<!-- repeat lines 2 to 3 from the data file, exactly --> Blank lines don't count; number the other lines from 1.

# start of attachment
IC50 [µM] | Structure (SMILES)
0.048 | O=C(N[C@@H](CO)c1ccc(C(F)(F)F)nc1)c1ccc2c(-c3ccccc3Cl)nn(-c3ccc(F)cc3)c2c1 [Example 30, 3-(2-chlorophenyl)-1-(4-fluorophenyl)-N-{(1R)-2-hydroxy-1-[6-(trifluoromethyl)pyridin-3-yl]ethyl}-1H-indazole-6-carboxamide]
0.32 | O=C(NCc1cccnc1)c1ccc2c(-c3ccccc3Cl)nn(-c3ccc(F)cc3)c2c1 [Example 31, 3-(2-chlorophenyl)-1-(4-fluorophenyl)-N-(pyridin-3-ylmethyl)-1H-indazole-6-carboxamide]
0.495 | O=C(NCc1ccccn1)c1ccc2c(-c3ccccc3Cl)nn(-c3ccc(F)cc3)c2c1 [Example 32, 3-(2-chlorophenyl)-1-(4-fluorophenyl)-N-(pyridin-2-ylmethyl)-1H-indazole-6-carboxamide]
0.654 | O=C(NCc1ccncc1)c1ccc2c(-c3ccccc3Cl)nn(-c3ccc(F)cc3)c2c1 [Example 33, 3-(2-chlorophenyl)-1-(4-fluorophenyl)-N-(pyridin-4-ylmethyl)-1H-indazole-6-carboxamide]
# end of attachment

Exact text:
0.048 | O=C(N[C@@H](CO)c1ccc(C(F)(F)F)nc1)c1ccc2c(-c3ccccc3Cl)nn(-c3ccc(F)cc3)c2c1 [Example 30, 3-(2-chlorophenyl)-1-(4-fluorophenyl)-N-{(1R)-2-hydroxy-1-[6-(trifluoromethyl)pyridin-3-yl]ethyl}-1H-indazole-6-carboxamide]
0.32 | O=C(NCc1cccnc1)c1ccc2c(-c3ccccc3Cl)nn(-c3ccc(F)cc3)c2c1 [Example 31, 3-(2-chlorophenyl)-1-(4-fluorophenyl)-N-(pyridin-3-ylmethyl)-1H-indazole-6-carboxamide]